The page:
The Ridgewood school district has already reaped at least $55,000 in energy savings for the 2013-14 school year, based on the calculations of an energy conservation company.
The savings are the result of the Board of Education’s (BOE) decision last year to hire a new energy specialist and contract with Cenergistic, an energy savings company. The total represents roughly 19.5 percent of what the district would have spent if it had not started the energy conservation program, said specialist Michael Parigi.
Parigi and two consultants from Cenergistic attended the Jan. 27 BOE meeting to explain the results of their work.
To help the district accomplish Cenergistic’s aims, Parigi was appointed as the district’s energy specialist last June at a salary of $75,000. Starting last summer, he began making changes in each of the district’s buildings.
“When you’re not in the classroom, shut the lights off,” Parigi noted. “For example, at Ridge School last summer, the air conditioning was running in certain areas. … We shut it all down.”
“Basically, this is what the program is based on,” he said.
Ridgewood Schools Superintendent Daniel Fishbein noted with a chuckle that even he received a reminder from Parigi after he rushed out of his office one day and left his computer monitor on.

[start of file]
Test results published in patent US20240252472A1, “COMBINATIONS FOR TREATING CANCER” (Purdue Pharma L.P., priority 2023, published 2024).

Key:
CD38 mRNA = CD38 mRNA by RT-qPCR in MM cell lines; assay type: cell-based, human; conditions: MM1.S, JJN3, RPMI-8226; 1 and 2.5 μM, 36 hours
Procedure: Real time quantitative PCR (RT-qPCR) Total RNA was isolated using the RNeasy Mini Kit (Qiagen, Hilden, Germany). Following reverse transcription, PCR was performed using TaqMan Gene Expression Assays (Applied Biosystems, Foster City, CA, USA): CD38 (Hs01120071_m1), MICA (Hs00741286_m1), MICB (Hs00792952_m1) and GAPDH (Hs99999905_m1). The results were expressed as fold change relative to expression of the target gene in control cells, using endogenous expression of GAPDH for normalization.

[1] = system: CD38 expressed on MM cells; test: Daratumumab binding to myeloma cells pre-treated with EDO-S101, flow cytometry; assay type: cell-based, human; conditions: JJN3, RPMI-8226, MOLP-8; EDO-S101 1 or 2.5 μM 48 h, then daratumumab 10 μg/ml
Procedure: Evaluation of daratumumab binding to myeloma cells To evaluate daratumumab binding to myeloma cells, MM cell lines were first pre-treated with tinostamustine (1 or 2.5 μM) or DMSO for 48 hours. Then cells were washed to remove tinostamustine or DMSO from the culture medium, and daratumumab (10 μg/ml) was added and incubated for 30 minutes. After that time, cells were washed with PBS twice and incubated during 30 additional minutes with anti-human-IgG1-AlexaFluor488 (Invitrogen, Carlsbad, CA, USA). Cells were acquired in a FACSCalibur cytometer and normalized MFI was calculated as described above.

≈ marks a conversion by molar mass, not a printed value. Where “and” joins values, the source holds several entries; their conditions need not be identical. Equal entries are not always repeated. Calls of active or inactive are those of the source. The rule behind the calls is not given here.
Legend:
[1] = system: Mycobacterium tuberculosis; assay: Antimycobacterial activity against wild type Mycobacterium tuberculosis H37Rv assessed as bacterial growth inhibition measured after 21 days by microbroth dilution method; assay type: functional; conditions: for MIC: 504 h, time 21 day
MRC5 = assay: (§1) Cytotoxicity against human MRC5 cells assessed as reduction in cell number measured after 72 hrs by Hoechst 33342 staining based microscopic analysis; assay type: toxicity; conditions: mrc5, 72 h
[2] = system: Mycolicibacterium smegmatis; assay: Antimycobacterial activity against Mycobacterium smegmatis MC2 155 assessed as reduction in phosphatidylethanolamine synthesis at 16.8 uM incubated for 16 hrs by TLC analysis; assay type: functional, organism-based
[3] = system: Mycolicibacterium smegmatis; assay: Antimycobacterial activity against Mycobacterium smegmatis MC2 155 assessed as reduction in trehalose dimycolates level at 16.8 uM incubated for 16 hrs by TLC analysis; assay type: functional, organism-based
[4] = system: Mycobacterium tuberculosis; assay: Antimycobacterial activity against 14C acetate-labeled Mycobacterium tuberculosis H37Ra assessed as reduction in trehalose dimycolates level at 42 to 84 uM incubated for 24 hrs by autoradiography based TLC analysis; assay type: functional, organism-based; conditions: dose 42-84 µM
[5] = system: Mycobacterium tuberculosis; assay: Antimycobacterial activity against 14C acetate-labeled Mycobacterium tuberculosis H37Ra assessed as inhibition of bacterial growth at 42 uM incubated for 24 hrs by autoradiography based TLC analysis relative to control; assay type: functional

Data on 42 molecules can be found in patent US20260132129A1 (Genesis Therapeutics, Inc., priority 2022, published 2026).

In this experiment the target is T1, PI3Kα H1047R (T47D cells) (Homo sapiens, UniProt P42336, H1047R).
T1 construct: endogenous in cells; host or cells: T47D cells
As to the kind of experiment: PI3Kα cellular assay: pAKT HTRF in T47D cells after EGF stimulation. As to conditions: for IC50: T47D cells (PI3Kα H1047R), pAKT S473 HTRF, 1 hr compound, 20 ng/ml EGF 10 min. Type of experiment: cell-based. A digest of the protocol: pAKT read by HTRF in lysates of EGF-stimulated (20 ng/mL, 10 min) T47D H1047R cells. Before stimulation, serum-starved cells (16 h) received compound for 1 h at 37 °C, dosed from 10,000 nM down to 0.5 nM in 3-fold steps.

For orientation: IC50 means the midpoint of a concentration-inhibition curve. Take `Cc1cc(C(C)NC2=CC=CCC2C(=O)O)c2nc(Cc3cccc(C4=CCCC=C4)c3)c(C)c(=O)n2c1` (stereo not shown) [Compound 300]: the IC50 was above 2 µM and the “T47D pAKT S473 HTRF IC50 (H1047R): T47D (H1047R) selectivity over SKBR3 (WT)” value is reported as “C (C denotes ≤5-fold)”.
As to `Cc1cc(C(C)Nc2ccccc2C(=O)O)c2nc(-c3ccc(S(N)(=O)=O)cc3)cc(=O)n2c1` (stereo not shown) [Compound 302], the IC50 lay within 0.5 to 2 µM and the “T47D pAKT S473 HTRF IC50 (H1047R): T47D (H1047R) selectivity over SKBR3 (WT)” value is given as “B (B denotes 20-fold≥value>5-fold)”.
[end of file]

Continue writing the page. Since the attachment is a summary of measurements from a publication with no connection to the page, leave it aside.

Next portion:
“There was a little Post-it reminding me in the future to make sure my monitor is off,” he said.
Though the first-year goal for Ridgewood was a savings of 24 percent, district officials said they are not concerned, since the data so far includes only eight district buildings, excluding George Washington Middle School and Hawes and Willard elementary schools.
“Two of the buildings received new meters when we did construction,” Fishbein said, and PSE&G has been slow to return the data.
“We have a lot more money to save in those three schools,” said Business Administrator Michael Falkowski, adding that he believed that Cenergistic was “accurate” in its savings computations.
During their pitch last spring, Cenergisitic representatives guaranteed that Ridgewood would save money. They said they hoped to help Ridgewood accrue more than $3 million in net savings over the course of 10 years, representing a roughly 30 percent reduction in expected energy costs.
“Maybe we can take a look again at the end of the school year … to see if we’ve met our goal,” BOE President Sheila Brogan said after the presentation. “But this is very encouraging.”
Beyond educating the administrative staff, Parigi is also working with teachers, who he said “are very happy that someone’s making an effort to turn the lights off.”
Additionally, he plans to talk to students about energy conservation.
“I talked to a couple of the teachers over at Willard,” Parigi said. “I’ve been asked to talk at a couple of their programs and clubs.”
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